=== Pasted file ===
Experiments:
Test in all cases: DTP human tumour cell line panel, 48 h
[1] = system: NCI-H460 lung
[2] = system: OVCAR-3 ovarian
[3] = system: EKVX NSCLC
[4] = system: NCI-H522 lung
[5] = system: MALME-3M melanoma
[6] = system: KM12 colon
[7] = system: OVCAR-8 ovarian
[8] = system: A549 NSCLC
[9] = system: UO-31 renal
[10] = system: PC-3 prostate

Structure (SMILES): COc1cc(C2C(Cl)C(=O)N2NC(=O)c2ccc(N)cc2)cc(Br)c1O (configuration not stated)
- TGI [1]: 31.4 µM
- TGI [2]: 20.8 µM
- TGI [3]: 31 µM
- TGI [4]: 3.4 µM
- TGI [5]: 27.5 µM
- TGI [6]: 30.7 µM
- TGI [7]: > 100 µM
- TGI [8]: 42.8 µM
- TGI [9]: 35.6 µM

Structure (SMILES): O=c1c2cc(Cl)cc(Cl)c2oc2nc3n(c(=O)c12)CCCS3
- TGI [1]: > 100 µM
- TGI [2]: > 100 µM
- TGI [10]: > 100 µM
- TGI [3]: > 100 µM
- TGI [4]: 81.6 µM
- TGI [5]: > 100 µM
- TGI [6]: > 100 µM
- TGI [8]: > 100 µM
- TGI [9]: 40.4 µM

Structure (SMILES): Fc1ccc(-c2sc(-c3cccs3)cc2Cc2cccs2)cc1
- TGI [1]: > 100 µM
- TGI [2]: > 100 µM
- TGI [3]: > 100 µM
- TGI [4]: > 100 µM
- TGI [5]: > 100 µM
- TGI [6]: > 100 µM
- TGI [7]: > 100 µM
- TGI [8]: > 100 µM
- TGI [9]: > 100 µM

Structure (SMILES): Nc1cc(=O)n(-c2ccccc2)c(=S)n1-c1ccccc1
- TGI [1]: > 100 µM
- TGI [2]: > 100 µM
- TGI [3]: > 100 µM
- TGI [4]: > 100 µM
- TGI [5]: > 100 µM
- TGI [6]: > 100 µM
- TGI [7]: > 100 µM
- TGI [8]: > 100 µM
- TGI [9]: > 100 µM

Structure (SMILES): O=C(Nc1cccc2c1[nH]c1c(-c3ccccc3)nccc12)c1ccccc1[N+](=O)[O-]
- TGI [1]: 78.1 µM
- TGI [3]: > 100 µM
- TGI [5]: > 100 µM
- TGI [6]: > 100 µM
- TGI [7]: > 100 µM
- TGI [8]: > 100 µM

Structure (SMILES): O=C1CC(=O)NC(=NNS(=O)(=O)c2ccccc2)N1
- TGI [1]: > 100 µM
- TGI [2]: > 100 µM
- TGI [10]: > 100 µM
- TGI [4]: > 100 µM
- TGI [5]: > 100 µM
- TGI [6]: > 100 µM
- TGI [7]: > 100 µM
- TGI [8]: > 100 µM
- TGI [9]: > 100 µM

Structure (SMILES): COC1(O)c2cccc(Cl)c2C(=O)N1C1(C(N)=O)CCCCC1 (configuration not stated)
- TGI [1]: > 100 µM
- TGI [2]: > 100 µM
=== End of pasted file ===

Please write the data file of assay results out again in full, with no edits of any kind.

Experiments:
Test in all cases: DTP human tumour cell line panel, 48 h
[1] = system: NCI-H460 lung
[2] = system: OVCAR-3 ovarian
[3] = system: EKVX NSCLC
[4] = system: NCI-H522 lung
[5] = system: MALME-3M melanoma
[6] = system: KM12 colon
[7] = system: OVCAR-8 ovarian
[8] = system: A549 NSCLC
[9] = system: UO-31 renal
[10] = system: PC-3 prostate

Structure (SMILES): COc1cc(C2C(Cl)C(=O)N2NC(=O)c2ccc(N)cc2)cc(Br)c1O (configuration not stated)
- TGI [1]: 31.4 µM
- TGI [2]: 20.8 µM
- TGI [3]: 31 µM
- TGI [4]: 3.4 µM
- TGI [5]: 27.5 µM
- TGI [6]: 30.7 µM
- TGI [7]: > 100 µM
- TGI [8]: 42.8 µM
- TGI [9]: 35.6 µM

Structure (SMILES): O=c1c2cc(Cl)cc(Cl)c2oc2nc3n(c(=O)c12)CCCS3
- TGI [1]: > 100 µM
- TGI [2]: > 100 µM
- TGI [10]: > 100 µM
- TGI [3]: > 100 µM
- TGI [4]: 81.6 µM
- TGI [5]: > 100 µM
- TGI [6]: > 100 µM
- TGI [8]: > 100 µM
- TGI [9]: 40.4 µM

Structure (SMILES): Fc1ccc(-c2sc(-c3cccs3)cc2Cc2cccs2)cc1
- TGI [1]: > 100 µM
- TGI [2]: > 100 µM
- TGI [3]: > 100 µM
- TGI [4]: > 100 µM
- TGI [5]: > 100 µM
- TGI [6]: > 100 µM
- TGI [7]: > 100 µM
- TGI [8]: > 100 µM
- TGI [9]: > 100 µM

Structure (SMILES): Nc1cc(=O)n(-c2ccccc2)c(=S)n1-c1ccccc1
- TGI [1]: > 100 µM
- TGI [2]: > 100 µM
- TGI [3]: > 100 µM
- TGI [4]: > 100 µM
- TGI [5]: > 100 µM
- TGI [6]: > 100 µM
- TGI [7]: > 100 µM
- TGI [8]: > 100 µM
- TGI [9]: > 100 µM

Structure (SMILES): O=C(Nc1cccc2c1[nH]c1c(-c3ccccc3)nccc12)c1ccccc1[N+](=O)[O-]
- TGI [1]: 78.1 µM
- TGI [3]: > 100 µM
- TGI [5]: > 100 µM
- TGI [6]: > 100 µM
- TGI [7]: > 100 µM
- TGI [8]: > 100 µM

Structure (SMILES): O=C1CC(=O)NC(=NNS(=O)(=O)c2ccccc2)N1
- TGI [1]: > 100 µM
- TGI [2]: > 100 µM
- TGI [10]: > 100 µM
- TGI [4]: > 100 µM
- TGI [5]: > 100 µM
- TGI [6]: > 100 µM
- TGI [7]: > 100 µM
- TGI [8]: > 100 µM
- TGI [9]: > 100 µM

Structure (SMILES): COC1(O)c2cccc(Cl)c2C(=O)N1C1(C(N)=O)CCCCC1 (configuration not stated)
- TGI [1]: > 100 µM
- TGI [2]: > 100 µM